‘Half of small businesses in the UK are currently operating in the red, according to the latest Small Business Insights index.’
So starts this piece over on City AM.
‘Data from 250,000 SMEs showed that only 49.5 per cent of businesses were operating in positive cash flow last year.’
We know one reason – and have written about it before, in relation to posts on the Small Business Commissioner. That’s the trend for late payments, especially of small businesses by bigger counterparts.
‘The UK’s biggest firms’, says City AM, ‘were also found to be paying SMEs late, as on average 30-day invoices were paid after 46 days’.
This is one very real reason for small businesses’ cash-flow struggles, confirms the piece.
‘The study put together by Xero said that late payments was putting a serious cash squeeze on smaller businesses.’
And it quotes both Vicky Pryce, economist and previous Director General for Economics at the Department for Business, Innovation and Skills, and Paul Uppal, the Small Business Commissioner.
‘The impact of late payments on the economy cannot be exaggerated’, says Vicky Pryce.
‘Work done by the European Commission looking at both business to business and government to business payments found that late payments were directly associated with worsening firms’ cash flow positions, and particularly for smaller firms.’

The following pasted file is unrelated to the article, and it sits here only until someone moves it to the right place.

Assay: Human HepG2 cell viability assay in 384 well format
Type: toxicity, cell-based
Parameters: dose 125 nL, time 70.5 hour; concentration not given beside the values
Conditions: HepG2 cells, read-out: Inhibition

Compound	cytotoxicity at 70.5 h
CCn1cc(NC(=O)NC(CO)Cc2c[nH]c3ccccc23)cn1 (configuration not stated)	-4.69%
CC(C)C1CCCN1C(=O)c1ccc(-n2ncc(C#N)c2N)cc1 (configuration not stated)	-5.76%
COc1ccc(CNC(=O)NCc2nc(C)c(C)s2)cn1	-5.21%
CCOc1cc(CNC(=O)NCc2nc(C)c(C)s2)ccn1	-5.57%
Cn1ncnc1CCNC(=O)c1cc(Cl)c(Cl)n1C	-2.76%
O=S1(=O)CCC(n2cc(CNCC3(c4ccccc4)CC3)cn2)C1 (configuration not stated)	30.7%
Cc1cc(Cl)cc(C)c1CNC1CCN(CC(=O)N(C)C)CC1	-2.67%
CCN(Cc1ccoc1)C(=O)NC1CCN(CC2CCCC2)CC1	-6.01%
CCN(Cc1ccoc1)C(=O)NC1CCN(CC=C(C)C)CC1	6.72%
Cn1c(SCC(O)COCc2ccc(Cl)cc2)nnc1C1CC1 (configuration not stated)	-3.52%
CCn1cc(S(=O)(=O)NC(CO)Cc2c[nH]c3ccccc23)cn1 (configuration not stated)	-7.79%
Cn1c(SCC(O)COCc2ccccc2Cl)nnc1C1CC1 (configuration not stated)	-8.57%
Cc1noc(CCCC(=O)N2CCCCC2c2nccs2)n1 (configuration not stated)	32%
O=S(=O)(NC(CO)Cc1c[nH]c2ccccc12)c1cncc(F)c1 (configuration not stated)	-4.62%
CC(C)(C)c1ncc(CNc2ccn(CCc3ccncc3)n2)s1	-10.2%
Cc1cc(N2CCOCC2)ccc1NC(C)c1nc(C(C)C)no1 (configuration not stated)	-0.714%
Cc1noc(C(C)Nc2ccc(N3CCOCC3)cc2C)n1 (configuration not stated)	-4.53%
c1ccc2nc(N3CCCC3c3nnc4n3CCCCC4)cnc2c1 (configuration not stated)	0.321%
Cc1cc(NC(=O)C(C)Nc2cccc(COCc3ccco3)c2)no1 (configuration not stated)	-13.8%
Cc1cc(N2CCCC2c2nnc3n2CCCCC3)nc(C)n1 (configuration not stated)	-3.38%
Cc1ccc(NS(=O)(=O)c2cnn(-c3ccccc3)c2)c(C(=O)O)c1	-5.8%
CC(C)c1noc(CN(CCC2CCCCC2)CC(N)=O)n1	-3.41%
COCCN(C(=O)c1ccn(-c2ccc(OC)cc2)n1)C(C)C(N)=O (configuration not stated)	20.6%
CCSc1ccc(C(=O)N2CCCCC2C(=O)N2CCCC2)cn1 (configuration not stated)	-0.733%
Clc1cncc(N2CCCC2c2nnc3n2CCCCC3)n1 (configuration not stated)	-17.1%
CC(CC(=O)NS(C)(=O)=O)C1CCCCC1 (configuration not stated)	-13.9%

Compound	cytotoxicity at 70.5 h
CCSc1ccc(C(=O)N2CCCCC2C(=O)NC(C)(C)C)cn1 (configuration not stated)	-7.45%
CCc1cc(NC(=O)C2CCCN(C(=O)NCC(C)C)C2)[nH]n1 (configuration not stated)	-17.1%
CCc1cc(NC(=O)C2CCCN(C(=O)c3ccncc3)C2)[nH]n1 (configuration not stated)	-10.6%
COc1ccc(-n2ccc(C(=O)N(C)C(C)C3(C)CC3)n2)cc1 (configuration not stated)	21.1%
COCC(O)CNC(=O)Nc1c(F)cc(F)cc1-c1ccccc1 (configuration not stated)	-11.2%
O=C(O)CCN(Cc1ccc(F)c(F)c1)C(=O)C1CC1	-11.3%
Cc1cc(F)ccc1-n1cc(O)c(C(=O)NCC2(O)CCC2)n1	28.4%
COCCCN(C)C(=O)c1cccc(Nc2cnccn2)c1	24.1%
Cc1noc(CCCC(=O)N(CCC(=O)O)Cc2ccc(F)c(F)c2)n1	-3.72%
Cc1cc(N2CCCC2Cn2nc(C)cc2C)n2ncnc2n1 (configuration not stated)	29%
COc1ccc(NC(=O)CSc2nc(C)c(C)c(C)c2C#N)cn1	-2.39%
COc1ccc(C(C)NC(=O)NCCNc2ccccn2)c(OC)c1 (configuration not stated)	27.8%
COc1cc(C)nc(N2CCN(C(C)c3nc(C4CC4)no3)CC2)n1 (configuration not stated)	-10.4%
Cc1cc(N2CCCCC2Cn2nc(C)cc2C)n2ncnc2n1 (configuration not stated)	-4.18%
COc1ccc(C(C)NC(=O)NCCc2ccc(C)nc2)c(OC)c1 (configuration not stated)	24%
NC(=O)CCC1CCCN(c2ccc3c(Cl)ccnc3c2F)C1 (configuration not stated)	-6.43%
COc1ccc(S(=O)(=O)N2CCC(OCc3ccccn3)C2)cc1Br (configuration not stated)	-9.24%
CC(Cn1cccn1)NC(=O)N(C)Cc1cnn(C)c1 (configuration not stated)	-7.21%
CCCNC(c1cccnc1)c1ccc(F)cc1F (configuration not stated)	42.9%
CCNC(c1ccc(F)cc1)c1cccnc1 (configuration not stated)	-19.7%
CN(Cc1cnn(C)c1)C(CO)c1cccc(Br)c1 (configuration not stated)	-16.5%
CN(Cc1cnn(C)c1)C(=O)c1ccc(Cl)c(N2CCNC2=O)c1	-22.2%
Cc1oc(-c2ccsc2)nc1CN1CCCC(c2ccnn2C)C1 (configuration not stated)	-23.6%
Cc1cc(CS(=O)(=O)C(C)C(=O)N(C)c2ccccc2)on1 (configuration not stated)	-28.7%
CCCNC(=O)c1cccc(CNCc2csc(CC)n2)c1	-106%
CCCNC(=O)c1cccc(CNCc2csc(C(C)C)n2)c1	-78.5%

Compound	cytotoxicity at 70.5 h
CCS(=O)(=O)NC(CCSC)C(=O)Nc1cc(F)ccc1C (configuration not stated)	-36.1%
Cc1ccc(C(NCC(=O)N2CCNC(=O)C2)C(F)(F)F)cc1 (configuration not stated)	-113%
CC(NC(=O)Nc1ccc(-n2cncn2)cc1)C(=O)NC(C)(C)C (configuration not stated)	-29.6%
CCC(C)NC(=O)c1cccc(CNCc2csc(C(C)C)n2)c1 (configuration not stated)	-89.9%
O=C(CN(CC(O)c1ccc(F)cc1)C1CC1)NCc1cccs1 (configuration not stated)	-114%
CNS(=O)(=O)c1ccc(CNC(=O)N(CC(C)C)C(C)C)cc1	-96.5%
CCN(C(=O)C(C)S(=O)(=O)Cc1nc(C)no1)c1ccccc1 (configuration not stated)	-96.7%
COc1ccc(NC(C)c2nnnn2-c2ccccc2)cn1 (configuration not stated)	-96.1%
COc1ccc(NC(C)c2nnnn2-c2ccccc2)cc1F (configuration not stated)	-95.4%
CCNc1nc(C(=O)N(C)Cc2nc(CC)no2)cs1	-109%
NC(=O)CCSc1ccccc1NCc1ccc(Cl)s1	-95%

And Paul Uppal is quoted as saying: ‘Small businesses are crucial to the health of our economy so it is vital that they feel supported in all areas, but particularly in the fight against late payments.’ This is why the Small Business Commissioner role was created.
‘My role as commissioner exists to help small businesses get paid on time, and while the government works on measures to address the late payment epidemic, businesses should not be afraid to come to us for help.’
‘Now is the time to make Britain the best place for entrepreneurs to flourish’, he says.
Is your small business struggling against late payments?